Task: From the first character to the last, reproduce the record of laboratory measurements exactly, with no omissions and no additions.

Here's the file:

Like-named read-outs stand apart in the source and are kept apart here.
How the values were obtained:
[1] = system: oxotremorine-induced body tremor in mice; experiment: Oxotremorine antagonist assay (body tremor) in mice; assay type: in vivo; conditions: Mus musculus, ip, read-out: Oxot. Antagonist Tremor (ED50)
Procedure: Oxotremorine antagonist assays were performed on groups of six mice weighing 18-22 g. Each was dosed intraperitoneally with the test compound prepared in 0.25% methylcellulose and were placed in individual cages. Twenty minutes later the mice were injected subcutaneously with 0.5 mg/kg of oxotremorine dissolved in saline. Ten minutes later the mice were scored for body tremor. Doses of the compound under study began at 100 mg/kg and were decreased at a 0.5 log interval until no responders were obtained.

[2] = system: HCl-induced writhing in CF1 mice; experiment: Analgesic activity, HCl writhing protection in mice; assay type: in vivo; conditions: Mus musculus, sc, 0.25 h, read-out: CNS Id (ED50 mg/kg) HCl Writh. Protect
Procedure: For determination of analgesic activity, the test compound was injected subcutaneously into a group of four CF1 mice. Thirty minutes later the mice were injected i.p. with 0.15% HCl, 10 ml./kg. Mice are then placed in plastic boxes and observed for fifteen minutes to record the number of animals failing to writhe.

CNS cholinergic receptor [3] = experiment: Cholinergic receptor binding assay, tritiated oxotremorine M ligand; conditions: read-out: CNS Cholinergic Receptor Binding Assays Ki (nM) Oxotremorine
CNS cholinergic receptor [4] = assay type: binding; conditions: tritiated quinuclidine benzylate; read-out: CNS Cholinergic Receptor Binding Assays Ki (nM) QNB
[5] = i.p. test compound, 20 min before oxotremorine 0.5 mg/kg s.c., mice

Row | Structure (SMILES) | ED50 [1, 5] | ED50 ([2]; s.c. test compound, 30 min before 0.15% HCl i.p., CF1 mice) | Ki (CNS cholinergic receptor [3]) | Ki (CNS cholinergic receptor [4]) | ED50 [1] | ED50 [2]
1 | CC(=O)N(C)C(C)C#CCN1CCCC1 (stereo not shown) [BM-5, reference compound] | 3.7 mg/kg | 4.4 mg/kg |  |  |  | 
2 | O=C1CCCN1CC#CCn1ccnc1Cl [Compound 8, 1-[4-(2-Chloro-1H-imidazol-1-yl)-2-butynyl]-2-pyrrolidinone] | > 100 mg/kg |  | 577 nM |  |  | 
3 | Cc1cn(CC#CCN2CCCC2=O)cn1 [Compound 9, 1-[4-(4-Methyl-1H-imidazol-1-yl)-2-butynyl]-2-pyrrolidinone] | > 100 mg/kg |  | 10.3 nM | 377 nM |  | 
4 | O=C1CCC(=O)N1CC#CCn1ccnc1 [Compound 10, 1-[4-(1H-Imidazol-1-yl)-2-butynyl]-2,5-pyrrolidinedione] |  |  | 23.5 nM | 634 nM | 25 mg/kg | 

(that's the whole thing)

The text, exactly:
Like-named read-outs stand apart in the source and are kept apart here.
How the values were obtained:
[1] = system: oxotremorine-induced body tremor in mice; experiment: Oxotremorine antagonist assay (body tremor) in mice; assay type: in vivo; conditions: Mus musculus, ip, read-out: Oxot. Antagonist Tremor (ED50)
Procedure: Oxotremorine antagonist assays were performed on groups of six mice weighing 18-22 g. Each was dosed intraperitoneally with the test compound prepared in 0.25% methylcellulose and were placed in individual cages. Twenty minutes later the mice were injected subcutaneously with 0.5 mg/kg of oxotremorine dissolved in saline. Ten minutes later the mice were scored for body tremor. Doses of the compound under study began at 100 mg/kg and were decreased at a 0.5 log interval until no responders were obtained.

[2] = system: HCl-induced writhing in CF1 mice; experiment: Analgesic activity, HCl writhing protection in mice; assay type: in vivo; conditions: Mus musculus, sc, 0.25 h, read-out: CNS Id (ED50 mg/kg) HCl Writh. Protect
Procedure: For determination of analgesic activity, the test compound was injected subcutaneously into a group of four CF1 mice. Thirty minutes later the mice were injected i.p. with 0.15% HCl, 10 ml./kg. Mice are then placed in plastic boxes and observed for fifteen minutes to record the number of animals failing to writhe.

CNS cholinergic receptor [3] = experiment: Cholinergic receptor binding assay, tritiated oxotremorine M ligand; conditions: read-out: CNS Cholinergic Receptor Binding Assays Ki (nM) Oxotremorine
CNS cholinergic receptor [4] = assay type: binding; conditions: tritiated quinuclidine benzylate; read-out: CNS Cholinergic Receptor Binding Assays Ki (nM) QNB
[5] = i.p. test compound, 20 min before oxotremorine 0.5 mg/kg s.c., mice

Row | Structure (SMILES) | ED50 [1, 5] | ED50 ([2]; s.c. test compound, 30 min before 0.15% HCl i.p., CF1 mice) | Ki (CNS cholinergic receptor [3]) | Ki (CNS cholinergic receptor [4]) | ED50 [1] | ED50 [2]
1 | CC(=O)N(C)C(C)C#CCN1CCCC1 (stereo not shown) [BM-5, reference compound] | 3.7 mg/kg | 4.4 mg/kg |  |  |  | 
2 | O=C1CCCN1CC#CCn1ccnc1Cl [Compound 8, 1-[4-(2-Chloro-1H-imidazol-1-yl)-2-butynyl]-2-pyrrolidinone] | > 100 mg/kg |  | 577 nM |  |  | 
3 | Cc1cn(CC#CCN2CCCC2=O)cn1 [Compound 9, 1-[4-(4-Methyl-1H-imidazol-1-yl)-2-butynyl]-2-pyrrolidinone] | > 100 mg/kg |  | 10.3 nM | 377 nM |  | 
4 | O=C1CCC(=O)N1CC#CCn1ccnc1 [Compound 10, 1-[4-(1H-Imidazol-1-yl)-2-butynyl]-2,5-pyrrolidinedione] |  |  | 23.5 nM | 634 nM | 25 mg/kg | 